References
1. Soilleux E and Gatter KC. The Antibody Revolution: How ‘Immuno’ Changed Pathology. Chapter 15 in Understanding Disease: A Centenary Celebration of the Pathological Society, 2006, Hall P and Wright NA editors, John Wiley & Sons, Incorporated, ISBN-10 0470032200 & ISBN-13 9780470032206

2. McCourt CM, Boyle D, James J, Salto-Tellez M. Immunohistochemistry in the era of personalised medicine. J Clin Pathol. 2013 Jan;66(1):58-61

3. Morphomolecular pathology: setting the framework for a new generation of pathologists. Jones JL, Oien KA, Lee JL, Salto-Tellez M. Br J Cancer. 2017 Nov 21;117(11):1581-1582. doi: 10.1038/bjc.2017.340.

4. Time for change: a new training programme for morpho-molecular pathologists? Moore DA, Young CA, Morris HT, Oien KA, Lee JL, Jones JL, Salto-Tellez M. J Clin Pathol. 2018 Apr;71(4):285-290.

5. Integrated tumor identification and automated scoring minimizes pathologist involvement and provides new insights to key biomarkers in breast cancer. Bankhead P, Fernández JA, McArt DG, Boyle DP, Li G, Loughrey MB, Irwin

3D mammosphere culture of breast epithelial cell line MCF10A.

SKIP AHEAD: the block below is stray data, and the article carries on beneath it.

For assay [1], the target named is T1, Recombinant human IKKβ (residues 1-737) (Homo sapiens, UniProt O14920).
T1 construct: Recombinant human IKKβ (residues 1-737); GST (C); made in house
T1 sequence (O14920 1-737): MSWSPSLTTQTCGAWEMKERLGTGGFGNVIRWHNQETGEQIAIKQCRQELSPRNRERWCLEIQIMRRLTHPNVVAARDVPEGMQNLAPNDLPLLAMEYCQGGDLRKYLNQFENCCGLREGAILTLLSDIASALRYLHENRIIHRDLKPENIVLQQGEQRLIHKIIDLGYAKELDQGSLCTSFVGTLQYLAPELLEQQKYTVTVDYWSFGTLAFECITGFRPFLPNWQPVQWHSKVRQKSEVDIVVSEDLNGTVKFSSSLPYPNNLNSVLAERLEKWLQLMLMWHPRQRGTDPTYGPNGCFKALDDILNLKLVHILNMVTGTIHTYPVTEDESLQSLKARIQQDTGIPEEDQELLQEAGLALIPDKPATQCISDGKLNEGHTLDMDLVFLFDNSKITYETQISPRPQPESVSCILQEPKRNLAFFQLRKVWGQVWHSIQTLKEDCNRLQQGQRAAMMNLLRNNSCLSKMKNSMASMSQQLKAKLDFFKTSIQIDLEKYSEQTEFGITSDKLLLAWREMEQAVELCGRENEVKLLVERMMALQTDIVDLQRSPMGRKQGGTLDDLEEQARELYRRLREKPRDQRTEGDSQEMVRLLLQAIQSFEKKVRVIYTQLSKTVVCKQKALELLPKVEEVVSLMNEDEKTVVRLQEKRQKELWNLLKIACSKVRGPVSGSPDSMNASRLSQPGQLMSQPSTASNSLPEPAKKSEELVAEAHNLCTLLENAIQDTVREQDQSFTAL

Courtesy of Dr. Emer Bourke, NUI Galway

Phospho-Akt expression and localisation

Mediated by VEGF in A549 lung cancer cells. Visualised by high content image analysis.

Courtesy of Dr Martin Barr, Clinical Scientist & Adjunct Assistant Professor, St James’s Hospital & Trinity College Dublin

Metaphase chromosome spread of Jurkat T-lymphoma cells

Courtesy of Rebecca Gorry, PhD Student, Mc Gee Lab, UCD School of Biomolecular & Biomedical Science, Conway Institute, UCD

Apoptosis assessment of SKMES-1 lung cancer cells

Using a multiparameter apoptosis staining kit, showing cell nuclei (blue), actin (green) and mitochondrial activity (orange).

Courtesy of Dr Martin Barr, Clinical Scientist & Adjunct Assistant Professor, St James’s Hospital & Trinity College Dublin

HeLa Cells

Courtesy of Rebecca Gorry, PhD Student, Mc Gee Lab, UCD School of Biomolecular & Biomedical Science, Conway Institute, UCD

IACR & EACR Joint Conference 2020

26 — 28 February 2020 at Galway Bay Hotel, Galway

Mitotic Chronic Myelogenous Leukaemia K562 Cells

Courtesy of Rebecca Gorry, PhD Student, Mc Gee Lab, UCD School of Biomolecular & Biomedical Science, Conway Institute, UCD

Cell to Cell Tweeting

Via nanoparticles (red) in Triple Negative Breast Cancer (TNBC)

Courtesy of Sinéad Lindsay, UCD Conway Institute of Biomolecular and Biomedical Research, University College Dublin (UCD) Ireland.

Confocal Microscopy Analysis

Of phospho-Akt expression in H460 lung cancer cells in response to hypoxia (0.5% O2).

Courtesy of Dr Martin Barr, Clinical Scientist & Adjunct Assistant Professor, St James’s Hospital & Trinity College Dublin

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The Irish Association for Cancer Research supported five Educational Grants in 2020. These were made available to postgraduate PhD researchers who had been affected by the Covid-19